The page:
For Immediate Release
RBI Barks up the Wrong Tree on NPA
Shaktikanta Das, Governor of the Reserve Bank of India, while releasing the Financial Stability Report, recently said that by March 2020 the bad loan ratio would fall to 9 per cent of advances. For the non-performing assets (NPAs) hovering around 11.5 per cent in March 2018, 10.8 per cent in September 2018 and 9.3 per cent in March 2019, this seems to be big news for the banking sector, particularly if it is achieved through prudent ways.
The details of how it was achieved is a cause of concern as the NPA was not reduced through any major policy changes like expediting the recovery of NPAs or devising checks to avoid the repetition of past mistakes.
We, a collective of civil society organisations, unions, people’s movements and concerned citizens, would like to stress that this announcement is misplaced and inadequate for the following reasons:
First, the threat from shadow banks, which can lead to a massive hike in non-performing assets of the banks. The possibility of an “idiosyncratic Housing Finance Companies / Non-Banking Financial Companies (HFC/NBFC) failure” has been developing from last financial year when Infrastructure Leasing & Financial Services Ltd (IL&FS) and Dewan Housing Finance Corporation Limited (DHFL) defaulted in their payments. Banks, mutual funds and pension fund have invested huge money in NBFCs, including IL&FS. Banks, which already have high non-performing assets, are now facing a crisis due to their lending to NBFCs. RBI, which has failed to tackle the irregularities in the non-bank sector, is now claiming that “recent developments in the NBFC sector have brought the sector under greater market discipline.” RBI is now planning to bring in the monitoring of NBFCs under its fold. What the RBI seems to neglect while claiming the reduction in NPAs is the impending increase in the NPAs of banks due to their exposure to the NBFCs.
Second, while mentioning that the ‘NPA cycle is turning around’, the RBI has not said anything about the massive write-offs done by the banks in previous years. In response to an RTI filed by the Indian Express, RBI recently revealed that in the first three-quarters of FY18-19, the banks wrote off Rs 1,46,799 crore and in FY17-18, banks had written off Rs 1,61,328 crore. As per the reply, between April 2014 to December 2018, banks wrote off in Rs 5,55,603 crore. It is important to note here that the recovery hasn’t crossed 15-20% of the total write-offs. The amount written off has been increasing year-on-year basis to clean the balance sheets, whereas there has not been enough done to recover the debt. The much-talked-about Insolvency and Bankruptcy Code (IBC) process has failed (barring a few cases) to recover the debts. As a result of this, banks are taking haircuts well over 50%, sometimes even as high as 85%. Furthermore, the provision coverage ratio for scheduled commercial banks has been increased to 60.6 per cent in March 2019 from 48.3 per cent in March 2018. All these measures are not aimed to help the banks in the long run but to clean the books.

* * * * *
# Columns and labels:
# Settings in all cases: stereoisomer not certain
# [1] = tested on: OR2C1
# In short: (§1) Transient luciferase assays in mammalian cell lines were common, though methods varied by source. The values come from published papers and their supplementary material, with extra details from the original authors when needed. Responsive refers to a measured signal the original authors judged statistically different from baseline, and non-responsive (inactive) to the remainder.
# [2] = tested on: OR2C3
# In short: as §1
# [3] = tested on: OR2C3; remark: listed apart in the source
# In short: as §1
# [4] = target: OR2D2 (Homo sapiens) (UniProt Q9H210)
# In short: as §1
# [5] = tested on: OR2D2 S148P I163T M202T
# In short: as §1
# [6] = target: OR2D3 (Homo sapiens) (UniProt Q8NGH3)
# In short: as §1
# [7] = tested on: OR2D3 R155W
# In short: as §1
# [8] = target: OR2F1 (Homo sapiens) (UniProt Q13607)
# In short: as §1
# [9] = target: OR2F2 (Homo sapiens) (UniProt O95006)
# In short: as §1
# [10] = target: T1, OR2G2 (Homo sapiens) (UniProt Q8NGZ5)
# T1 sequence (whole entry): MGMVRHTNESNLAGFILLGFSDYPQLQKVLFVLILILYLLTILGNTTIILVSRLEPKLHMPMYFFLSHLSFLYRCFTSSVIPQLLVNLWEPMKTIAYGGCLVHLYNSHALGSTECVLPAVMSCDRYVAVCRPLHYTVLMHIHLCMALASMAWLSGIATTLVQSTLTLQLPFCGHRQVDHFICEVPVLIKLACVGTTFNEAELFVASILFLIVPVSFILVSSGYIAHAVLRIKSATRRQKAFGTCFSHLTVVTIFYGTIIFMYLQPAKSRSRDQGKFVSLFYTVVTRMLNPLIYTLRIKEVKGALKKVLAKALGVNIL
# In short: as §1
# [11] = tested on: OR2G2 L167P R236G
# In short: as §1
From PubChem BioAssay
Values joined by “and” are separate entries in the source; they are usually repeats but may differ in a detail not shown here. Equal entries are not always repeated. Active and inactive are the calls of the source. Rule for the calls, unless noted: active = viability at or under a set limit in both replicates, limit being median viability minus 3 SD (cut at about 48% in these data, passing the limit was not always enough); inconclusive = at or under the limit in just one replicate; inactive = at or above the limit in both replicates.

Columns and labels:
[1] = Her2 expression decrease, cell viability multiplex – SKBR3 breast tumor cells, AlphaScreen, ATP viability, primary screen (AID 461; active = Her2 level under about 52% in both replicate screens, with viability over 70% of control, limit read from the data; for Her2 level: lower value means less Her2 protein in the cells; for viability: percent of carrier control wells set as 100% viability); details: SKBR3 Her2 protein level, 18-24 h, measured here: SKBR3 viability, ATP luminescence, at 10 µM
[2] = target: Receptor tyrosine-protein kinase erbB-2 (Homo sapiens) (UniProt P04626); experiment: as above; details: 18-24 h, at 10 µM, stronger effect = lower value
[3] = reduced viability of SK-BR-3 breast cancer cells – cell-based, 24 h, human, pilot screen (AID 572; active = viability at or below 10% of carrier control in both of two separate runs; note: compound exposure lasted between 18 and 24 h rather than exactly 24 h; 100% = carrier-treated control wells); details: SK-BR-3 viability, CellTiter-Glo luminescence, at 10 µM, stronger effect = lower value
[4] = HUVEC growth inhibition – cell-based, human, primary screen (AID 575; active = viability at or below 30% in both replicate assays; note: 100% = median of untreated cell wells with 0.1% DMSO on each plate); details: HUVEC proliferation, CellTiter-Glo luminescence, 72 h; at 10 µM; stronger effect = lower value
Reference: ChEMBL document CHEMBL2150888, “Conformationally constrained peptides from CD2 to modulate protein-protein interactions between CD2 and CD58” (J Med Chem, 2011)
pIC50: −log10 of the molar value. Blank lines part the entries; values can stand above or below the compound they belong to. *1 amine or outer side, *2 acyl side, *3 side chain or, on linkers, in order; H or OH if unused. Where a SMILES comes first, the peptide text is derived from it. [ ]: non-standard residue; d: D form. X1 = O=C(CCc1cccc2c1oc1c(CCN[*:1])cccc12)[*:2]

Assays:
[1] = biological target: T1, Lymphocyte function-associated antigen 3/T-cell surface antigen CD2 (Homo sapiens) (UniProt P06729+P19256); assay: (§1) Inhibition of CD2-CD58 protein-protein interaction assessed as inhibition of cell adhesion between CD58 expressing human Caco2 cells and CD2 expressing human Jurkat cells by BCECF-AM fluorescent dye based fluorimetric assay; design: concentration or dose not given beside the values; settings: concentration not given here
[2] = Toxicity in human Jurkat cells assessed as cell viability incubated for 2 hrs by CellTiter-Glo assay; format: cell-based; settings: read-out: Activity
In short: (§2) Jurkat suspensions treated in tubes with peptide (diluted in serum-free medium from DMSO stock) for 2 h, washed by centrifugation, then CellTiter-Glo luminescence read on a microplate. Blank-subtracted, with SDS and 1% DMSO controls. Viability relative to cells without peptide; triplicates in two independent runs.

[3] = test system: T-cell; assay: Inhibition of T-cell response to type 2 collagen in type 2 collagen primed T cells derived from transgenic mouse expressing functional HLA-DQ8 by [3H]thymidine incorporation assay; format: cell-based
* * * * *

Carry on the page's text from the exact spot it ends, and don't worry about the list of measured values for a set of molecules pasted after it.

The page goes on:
The Report, while portraying a positive picture of the financial system, mentions that the ‘idiosyncratic failure’ of the banks have lowered due to a better capitalised public sector banks. The problem with this perspective is that the RBI is yet to take responsibility for its policy decisions that have forced banks to lend recklessly.
Financial Accountability Network India (FAN India) demands that RBI addresses the mammoth NPA crisis earnestly, take radical and bold steps for the recovery of outstanding bad loans and enforce a transparent due diligence process to ensure the NPA crisis is neither prolonged nor repeated. Further, RBI seems to be more interested in cleaning up the books by any means and aid the government’s plan of bank privatisation. FAN India demands accountability from RBI and banks for the write-offs and non-recovery of bad loans, since the small and large savings of common people is what is at stake.
- RBI must take radical and bold steps for the recovery of outstanding bad loans
- RBI must enforce a transparent due diligence process to ensure the NPA crisis is neither prolonged nor repeated.
- RBI and banks must be accountable for the write-offs and non-recovery of bad loans.
Financial Accountability Network India (FAN India) a collective of civil society organisations, unions, people’s movements and concerned citizens to raise the issue of accountability and transparency of the national financial institutions. It also looks critically at the economic and financial policies that have an adverse impact on the people.
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